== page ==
“Unfortunately, our institutional memory lasts a few decades at most, while the cycles of mother Earth are usually measured in centuries or millennia. So for the future we have to appreciate that we humans will be pushed around like pawns as the earth slowly but inexorably changes and shifts.

We may think of volcanoes now as villains. But they are also givers of life. Much of the air we breathe and the ground we walk on can be traced back to ancient volcanic eruptions. And the extinction of the dinosaurs 65 million years ago (which paved the way for the coming of humans) might be traced back to a one-two punch caused by an asteroid collision and simultaneous volcanic eruptions.

The fact that humans are about 99.9% genetically identical could, according to one theory, be traced back to the Toba eruption in Indonesia roughly 70,000 years ago. That eruption might have killed off most of the human race, leaving only a few hundred of us to populate the planet. We might, therefore, owe our evolution and very existence to volcanoes.”–Michio Kaku

 

Thursday
Jan212010

The Microbiological Transit Authority

In the study of Biomimicry we're discovering nature holds many potential solutions to design issues, often in a sustainable manner. Early on goose down inspired insulation, cockleburrs stuck on his dog inspired George de Mestral to invent velcro, and now perhaps, slime mold can guide our approach to large scale transit and infrastructure projects.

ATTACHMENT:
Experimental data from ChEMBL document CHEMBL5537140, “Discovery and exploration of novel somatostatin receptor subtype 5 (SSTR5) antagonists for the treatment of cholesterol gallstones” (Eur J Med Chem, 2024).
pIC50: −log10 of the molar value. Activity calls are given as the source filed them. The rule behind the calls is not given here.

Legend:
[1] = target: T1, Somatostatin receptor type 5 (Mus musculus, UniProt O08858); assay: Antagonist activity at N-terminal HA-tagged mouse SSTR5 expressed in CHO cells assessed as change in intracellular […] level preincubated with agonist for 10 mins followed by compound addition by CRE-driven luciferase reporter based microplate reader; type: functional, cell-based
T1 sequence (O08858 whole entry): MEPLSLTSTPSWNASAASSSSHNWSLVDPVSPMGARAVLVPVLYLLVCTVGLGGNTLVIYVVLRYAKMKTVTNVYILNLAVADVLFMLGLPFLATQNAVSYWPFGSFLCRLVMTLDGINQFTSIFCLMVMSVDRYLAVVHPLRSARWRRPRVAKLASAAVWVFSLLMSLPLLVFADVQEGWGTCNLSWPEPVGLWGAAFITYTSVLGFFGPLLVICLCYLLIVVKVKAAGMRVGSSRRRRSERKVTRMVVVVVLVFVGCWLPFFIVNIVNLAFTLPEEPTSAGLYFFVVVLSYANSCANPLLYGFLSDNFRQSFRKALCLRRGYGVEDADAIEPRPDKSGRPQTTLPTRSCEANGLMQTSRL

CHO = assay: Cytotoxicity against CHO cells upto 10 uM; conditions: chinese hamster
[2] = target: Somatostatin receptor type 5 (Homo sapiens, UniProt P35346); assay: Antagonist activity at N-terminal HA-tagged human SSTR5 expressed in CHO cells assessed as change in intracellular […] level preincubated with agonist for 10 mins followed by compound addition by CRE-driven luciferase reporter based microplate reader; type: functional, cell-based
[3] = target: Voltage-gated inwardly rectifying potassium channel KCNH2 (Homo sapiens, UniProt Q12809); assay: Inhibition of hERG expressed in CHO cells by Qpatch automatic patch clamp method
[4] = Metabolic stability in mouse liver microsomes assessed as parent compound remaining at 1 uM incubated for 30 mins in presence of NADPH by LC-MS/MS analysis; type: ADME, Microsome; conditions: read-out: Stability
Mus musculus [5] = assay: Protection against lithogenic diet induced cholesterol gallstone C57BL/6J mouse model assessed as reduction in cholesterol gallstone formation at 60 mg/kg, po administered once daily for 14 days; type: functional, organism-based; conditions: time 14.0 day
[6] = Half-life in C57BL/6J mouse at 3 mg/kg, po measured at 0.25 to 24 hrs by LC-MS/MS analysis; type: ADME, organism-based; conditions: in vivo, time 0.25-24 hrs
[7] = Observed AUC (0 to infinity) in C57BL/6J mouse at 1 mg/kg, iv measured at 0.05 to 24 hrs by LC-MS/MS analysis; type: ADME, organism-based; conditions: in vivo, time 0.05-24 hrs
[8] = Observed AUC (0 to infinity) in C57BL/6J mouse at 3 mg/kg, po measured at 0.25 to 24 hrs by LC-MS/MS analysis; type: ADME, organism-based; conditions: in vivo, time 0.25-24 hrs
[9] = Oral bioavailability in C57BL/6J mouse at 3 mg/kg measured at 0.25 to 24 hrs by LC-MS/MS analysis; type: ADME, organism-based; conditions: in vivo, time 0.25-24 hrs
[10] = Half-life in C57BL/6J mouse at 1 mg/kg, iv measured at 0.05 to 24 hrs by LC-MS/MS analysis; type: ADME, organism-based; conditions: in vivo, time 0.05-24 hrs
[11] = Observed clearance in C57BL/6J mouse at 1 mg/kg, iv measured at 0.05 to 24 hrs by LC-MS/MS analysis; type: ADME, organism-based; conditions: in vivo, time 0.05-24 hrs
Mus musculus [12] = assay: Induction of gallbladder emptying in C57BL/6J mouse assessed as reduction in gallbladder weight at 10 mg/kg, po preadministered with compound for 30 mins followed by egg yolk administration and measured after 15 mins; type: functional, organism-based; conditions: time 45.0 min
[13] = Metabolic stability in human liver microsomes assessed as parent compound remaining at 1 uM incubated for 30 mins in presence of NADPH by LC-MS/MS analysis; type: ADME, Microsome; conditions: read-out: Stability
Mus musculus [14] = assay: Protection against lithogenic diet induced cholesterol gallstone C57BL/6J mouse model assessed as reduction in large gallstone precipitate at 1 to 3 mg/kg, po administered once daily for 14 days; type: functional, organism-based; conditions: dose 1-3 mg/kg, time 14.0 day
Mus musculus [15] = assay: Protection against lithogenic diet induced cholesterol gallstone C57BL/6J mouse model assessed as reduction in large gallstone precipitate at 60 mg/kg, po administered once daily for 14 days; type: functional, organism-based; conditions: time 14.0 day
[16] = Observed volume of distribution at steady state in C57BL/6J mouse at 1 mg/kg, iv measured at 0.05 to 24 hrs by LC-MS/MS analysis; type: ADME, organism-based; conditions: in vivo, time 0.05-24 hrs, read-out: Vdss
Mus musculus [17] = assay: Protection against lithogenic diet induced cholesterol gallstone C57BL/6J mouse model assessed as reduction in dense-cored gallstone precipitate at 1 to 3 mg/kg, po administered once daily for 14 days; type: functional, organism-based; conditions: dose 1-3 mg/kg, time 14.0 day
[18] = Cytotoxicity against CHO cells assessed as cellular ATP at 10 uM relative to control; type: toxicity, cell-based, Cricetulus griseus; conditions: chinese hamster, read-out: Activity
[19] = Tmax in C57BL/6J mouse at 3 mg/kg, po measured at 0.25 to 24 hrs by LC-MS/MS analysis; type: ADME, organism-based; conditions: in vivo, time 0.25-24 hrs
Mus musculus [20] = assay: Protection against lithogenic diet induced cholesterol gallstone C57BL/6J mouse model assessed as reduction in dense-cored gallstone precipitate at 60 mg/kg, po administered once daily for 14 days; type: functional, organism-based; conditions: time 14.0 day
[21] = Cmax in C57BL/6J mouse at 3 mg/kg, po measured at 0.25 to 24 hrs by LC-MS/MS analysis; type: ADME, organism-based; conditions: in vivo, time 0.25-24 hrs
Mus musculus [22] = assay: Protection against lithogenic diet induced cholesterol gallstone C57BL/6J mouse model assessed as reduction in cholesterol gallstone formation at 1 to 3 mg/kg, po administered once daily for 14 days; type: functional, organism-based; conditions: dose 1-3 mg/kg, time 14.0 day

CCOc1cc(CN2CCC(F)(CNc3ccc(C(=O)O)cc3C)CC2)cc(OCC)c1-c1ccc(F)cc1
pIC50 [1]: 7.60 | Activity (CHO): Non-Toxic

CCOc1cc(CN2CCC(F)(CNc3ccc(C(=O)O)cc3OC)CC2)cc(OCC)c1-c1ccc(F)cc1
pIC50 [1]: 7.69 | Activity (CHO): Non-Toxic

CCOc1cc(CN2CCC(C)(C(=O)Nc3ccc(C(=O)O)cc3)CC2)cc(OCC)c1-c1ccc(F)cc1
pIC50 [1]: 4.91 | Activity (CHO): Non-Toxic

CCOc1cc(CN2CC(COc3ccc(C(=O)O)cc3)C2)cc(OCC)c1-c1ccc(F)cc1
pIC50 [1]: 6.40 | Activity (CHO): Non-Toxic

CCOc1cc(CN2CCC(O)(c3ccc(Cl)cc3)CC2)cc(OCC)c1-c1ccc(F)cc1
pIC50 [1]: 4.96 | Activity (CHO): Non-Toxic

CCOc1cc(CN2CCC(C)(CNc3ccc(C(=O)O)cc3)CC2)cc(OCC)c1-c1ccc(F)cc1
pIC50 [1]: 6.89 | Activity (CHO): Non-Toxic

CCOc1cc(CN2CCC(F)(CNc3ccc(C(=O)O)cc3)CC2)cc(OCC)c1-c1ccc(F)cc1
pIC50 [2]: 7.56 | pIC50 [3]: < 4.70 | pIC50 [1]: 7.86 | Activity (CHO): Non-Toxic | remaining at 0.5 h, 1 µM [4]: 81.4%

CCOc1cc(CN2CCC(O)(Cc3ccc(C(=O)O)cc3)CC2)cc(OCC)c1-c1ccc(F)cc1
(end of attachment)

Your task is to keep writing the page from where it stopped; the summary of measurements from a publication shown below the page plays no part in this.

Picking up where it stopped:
Researchers have used petri dish scaled mapping systems, replacing Japanese cities with slime mold food targets and recorded their routes over a 26-hr time period. The result is highly efficient path system created by tendrils that interconnect the food supplies, closely resembling to the current transit system.

The trick has to do with how slime molds eat. When Physarum polycephalum, a slime mold often found inside decaying logs, discovers bacteria or spores, it grows over them and begins to digest them through its body. To continue growing and exploring, the slime mold transforms its Byzantine pattern of thin tendrils into a simpler, more-efficient network of tubes: Those carrying a high volume of nutrients gradually expand, while those that are little used slowly contract and eventually disappear.

A nobel prize winning experiment in 2000 at Hokkaido University in Japan, showed that P. polycephalum could find the shortest path through a maze to connect two food resources. 

New research wanted to go beyond a one solution problem and involve experiment with multiple factors that would influence the path.

"The planning is very difficult because of the tradeoffs," says cell biologist Mark Fricker of the University of Oxford in the United Kingdom, who was also involved in the research. For example, connecting all cities by the shortest possible length of track often compels travelers to take highly indirect routes between any two points and can mean that a single failure isolates a large part of the network. Building in more redundancy makes the network more convenient and more resilient, but at a higher cost.

Without the obvious exclusion of geographic influence, it would be interesting to begin new transit studies with biologic diagramming. Taking political, economic, and social factors out of mega scale projects. The solutions at this stage are simply the most biologically efficient, perhaps making political rhetoric less influential on final transit design locations.